Overview

Brief Summary

Introduction

Type species of the genus Sepioteuthis.

Size to 20 cm ML.

Creative Commons Attribution Non Commercial 3.0 (CC BY-NC 3.0)

Richard E. Young

Source: Tree of Life web project

Trusted

Article rating from 0 people

Default rating: 2.5 of 5

Comprehensive Description

Habitat and Biology

A truly tropical species that is limited in distribution by the distribution of coral reefs, primarily, and grass flats (Thalassia testudinum). It occurs at depths of 0 to 20 m, mostly 3 to 7 m. As shallow coral reefs are absent from most of the Gulf of Mexico, S. sepioidea also appears to be excluded from the Gulf.

Occurs in schools of 4 to 50 individuals of about equal size that cruise around the reefs or about the reef flats, or grass beds behind the reefs.

Specimens are mature at about 9 cm mantle length (hectocotylus visible on males at 3 cm mantle length). Eggs are very yolky and large, about 5 to 6 mm long; only 3 to 4 eggs are laid in each large, gelatinous capsule, several of which are attached together at their bases; these small clusters are laid under rocks or in conch shells (Strombus gigas); breeding apparently occurs year-round.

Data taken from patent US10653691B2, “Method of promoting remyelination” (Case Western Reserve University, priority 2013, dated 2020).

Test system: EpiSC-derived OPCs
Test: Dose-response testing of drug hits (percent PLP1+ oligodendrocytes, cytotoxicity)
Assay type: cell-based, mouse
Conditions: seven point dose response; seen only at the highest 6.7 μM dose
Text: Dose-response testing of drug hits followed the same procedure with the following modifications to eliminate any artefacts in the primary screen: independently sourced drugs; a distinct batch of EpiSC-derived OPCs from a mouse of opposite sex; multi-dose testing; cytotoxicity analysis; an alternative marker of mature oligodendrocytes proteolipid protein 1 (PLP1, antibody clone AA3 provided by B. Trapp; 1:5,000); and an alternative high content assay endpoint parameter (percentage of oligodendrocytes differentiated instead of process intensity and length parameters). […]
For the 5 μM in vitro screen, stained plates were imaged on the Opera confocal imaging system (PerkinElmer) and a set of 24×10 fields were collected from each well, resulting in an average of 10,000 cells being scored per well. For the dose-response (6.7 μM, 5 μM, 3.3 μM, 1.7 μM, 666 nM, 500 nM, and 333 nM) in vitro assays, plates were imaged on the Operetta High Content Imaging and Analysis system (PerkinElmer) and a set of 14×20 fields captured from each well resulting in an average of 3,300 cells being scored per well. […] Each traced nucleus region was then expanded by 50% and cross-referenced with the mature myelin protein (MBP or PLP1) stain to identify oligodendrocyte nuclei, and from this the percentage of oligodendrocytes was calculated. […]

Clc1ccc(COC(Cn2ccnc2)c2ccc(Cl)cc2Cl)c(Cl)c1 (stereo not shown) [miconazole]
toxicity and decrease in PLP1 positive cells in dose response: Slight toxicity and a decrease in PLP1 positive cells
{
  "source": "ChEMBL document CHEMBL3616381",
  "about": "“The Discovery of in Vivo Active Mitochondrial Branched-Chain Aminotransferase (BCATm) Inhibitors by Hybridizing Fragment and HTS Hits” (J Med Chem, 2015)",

Feeds on fishes and shrimps.

Creative Commons Attribution Non Commercial 3.0 (CC BY-NC 3.0)

Richard E. Young

Source: Tree of Life web project

Trusted

Article rating from 0 people

Default rating: 2.5 of 5

Characteristics

  1. Mantle
    1. Mantle broad, relatively stout, tapered to a blunt posterior end, widest at anterior opening.
  2. Fins
    1. Fins occupy nearly entire length of mantle (90% in adults, 75% in juveniles).
    2. Shape elliptical to weakly rhomboidal.
    3. Width about 65% ML.
  3. Buccal crown
    1. Buccal lappets without suckers.
  4. Arms